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Path of the Ballot: Local County Elections Office Tours


Did you know that Oregon is a "vote-by-mail" state? That's right - in Oregon, every registered voter can mail in or drop off their ballot instead of standing in line at a polling place. But then what? On the night of the November mid-term election, you can get an up-close look at how ballots are processed in your county at the local elections office. Every vote counts! Senior Girl Scouts may be able to complete a step toward earning the Behind the Ballot badge and Junior Girl Scouts can complete a step earning the Inside Government badge!

Sign-up today! Space is limited in each location.

Jackson County Elections Office
1101 W Main St #201, Medford, OR 97501
November 5, 2018
4 - 5 p.m.
Multnomah County Elections Office
1040 SE Morrison St, Portland, OR 97214
November 6, 2018
5 - 6 p.m.
Benton County Elections Office
120 NW 4th St #13, Corvallis, OR 97330
November 6, 2018
5 - 6 p.m.
Washington County Elections Office
3700 SW Murray Blvd # 101, Beaverton, OR 97005
November 6, 2018
5 - 6 p.m.
Klickitat County Elections Office
205 S Columbus Ave, Goldendale, WA 98620
November 6, 2018
5 - 6 p.m.
Deschutes County Elections Office
Deschutes Services Building
1300 NW Wall Street, Suite 202, Bend, OR 97703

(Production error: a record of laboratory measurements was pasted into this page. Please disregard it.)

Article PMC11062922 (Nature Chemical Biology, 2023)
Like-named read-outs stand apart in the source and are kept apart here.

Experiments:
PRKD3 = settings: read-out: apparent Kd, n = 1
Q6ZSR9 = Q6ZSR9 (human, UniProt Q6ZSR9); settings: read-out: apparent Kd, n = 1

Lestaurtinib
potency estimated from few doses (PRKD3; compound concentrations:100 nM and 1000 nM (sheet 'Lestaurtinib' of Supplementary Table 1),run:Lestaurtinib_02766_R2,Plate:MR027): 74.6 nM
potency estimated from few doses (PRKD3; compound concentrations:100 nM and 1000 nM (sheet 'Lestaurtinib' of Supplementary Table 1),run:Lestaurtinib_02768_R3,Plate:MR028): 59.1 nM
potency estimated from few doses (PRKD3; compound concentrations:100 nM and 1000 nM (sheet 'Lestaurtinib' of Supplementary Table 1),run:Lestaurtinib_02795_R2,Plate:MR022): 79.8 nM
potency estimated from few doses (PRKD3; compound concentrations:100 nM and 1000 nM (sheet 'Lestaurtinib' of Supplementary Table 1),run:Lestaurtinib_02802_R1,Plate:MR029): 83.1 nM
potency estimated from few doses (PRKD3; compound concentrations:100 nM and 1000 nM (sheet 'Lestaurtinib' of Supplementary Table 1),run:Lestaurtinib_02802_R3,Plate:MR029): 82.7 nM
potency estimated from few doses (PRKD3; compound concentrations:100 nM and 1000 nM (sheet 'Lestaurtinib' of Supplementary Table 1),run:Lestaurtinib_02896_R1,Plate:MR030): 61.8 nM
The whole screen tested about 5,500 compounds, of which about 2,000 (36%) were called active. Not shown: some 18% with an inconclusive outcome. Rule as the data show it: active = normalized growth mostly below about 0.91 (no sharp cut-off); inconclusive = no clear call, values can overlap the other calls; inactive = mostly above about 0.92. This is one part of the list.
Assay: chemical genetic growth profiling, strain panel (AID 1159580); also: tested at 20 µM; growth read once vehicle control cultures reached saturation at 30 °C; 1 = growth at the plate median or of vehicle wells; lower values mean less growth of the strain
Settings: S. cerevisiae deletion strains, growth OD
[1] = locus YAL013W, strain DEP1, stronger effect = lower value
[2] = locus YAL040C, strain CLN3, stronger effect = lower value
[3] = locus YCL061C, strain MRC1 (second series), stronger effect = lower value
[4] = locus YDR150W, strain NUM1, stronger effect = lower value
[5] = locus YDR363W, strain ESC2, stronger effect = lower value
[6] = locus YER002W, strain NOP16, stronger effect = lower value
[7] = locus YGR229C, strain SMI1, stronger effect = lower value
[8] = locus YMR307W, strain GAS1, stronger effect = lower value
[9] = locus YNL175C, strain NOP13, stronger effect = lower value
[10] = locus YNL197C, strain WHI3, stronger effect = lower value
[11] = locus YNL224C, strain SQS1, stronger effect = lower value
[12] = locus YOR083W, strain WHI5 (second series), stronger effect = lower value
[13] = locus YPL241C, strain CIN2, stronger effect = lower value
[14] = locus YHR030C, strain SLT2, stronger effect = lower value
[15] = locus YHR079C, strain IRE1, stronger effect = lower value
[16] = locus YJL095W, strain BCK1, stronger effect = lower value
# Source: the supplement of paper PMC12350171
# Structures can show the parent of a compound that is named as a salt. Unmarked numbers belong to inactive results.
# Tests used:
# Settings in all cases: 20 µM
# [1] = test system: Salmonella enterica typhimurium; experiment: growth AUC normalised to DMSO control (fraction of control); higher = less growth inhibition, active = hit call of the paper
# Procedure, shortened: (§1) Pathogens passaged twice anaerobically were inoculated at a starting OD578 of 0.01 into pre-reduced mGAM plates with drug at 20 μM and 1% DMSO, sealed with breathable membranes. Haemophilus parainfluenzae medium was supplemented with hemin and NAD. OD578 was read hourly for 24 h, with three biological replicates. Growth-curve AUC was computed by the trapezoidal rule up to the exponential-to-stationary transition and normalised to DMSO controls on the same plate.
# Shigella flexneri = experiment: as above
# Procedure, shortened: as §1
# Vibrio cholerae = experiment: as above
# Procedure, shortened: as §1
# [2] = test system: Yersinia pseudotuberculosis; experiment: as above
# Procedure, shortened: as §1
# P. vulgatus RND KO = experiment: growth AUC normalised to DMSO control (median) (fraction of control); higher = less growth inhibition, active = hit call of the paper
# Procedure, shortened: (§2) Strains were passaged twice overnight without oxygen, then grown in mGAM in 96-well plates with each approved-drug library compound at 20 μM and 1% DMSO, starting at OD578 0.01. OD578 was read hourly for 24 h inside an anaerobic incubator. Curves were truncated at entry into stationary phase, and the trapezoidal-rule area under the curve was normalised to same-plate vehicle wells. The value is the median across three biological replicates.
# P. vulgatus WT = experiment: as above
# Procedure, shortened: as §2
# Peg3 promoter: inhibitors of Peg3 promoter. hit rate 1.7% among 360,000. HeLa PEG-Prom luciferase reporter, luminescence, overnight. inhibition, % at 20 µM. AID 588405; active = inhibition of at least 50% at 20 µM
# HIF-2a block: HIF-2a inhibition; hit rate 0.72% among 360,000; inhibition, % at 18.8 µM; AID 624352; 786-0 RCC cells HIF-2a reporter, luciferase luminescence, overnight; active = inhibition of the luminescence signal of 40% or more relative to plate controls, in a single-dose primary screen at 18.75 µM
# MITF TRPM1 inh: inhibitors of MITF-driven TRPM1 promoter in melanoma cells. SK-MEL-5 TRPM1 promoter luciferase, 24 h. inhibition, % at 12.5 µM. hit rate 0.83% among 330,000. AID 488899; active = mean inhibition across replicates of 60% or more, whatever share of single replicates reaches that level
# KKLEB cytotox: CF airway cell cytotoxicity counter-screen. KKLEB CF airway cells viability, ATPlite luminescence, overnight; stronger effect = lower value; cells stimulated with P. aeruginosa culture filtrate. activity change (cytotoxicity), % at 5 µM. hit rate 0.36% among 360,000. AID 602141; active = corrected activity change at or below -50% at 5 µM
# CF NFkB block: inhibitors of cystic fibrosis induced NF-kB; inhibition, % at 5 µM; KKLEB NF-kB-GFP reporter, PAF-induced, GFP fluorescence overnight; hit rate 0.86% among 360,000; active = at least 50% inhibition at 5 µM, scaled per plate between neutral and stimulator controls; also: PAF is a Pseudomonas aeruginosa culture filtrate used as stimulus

November 6, 2018
5:30 - 6:30 p.m.


Would you like to register for this activity? Do you have questions? Email for support.

For more information about voting in Oregon, please visit the Oregon Secretary of State website.

G.I.R.L. Agenda—Girls Scouts’ NEW civic engagement initiative! In early October, 2017, Girl Scouts of the U.S.A. launched the G.I.R.L. Agenda, a nonpartisan initiative powered by Girl Scouts to inspire, prepare, and mobilize girls to lead positive change through civic action. To learn more, please visit: 

Girls Scouts’ History of Civic Engagement

Since its founding in 1912, Girl Scouts has emphasized the importance of being civically engaged, by teaching and encouraging girls to create positive change in their communities through advocacy and action. Girl Scouts learn to stand up for what they believe in, identify issues they care about, and develop leadership skills to make the world a better place. Girl Scouts has a century of success which is reflected in the realm of public service by the fact that 76 percent of female U.S. Senators and 100 percent of U.S. Secretaries of State are Girl Scout alumnae.